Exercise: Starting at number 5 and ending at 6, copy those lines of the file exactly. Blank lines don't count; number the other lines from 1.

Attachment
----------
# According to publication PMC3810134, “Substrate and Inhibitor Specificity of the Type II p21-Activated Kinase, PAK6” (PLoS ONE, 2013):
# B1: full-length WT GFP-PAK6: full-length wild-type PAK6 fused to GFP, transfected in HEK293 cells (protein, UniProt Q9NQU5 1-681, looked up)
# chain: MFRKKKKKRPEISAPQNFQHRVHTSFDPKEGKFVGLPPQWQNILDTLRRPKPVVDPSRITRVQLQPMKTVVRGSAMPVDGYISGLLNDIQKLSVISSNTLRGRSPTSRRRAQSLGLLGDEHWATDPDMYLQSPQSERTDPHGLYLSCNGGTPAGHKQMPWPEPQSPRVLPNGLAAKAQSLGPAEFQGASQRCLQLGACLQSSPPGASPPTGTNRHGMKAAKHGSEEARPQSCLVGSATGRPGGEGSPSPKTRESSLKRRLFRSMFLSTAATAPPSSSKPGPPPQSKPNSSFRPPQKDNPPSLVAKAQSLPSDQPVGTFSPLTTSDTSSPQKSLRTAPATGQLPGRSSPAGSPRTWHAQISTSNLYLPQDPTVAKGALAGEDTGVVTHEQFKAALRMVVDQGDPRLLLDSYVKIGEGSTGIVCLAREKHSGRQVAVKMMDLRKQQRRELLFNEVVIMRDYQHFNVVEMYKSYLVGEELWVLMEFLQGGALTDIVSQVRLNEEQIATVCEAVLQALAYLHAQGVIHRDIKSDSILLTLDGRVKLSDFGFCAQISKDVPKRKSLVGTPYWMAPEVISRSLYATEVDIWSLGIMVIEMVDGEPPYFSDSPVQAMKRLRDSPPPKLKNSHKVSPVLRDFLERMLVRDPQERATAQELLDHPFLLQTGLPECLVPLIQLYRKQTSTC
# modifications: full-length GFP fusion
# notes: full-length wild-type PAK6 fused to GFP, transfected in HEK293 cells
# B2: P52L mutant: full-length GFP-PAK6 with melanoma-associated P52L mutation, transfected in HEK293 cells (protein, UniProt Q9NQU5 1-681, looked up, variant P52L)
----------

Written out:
# notes: full-length wild-type PAK6 fused to GFP, transfected in HEK293 cells
# B2: P52L mutant: full-length GFP-PAK6 with melanoma-associated P52L mutation, transfected in HEK293 cells (protein, UniProt Q9NQU5 1-681, looked up, variant P52L)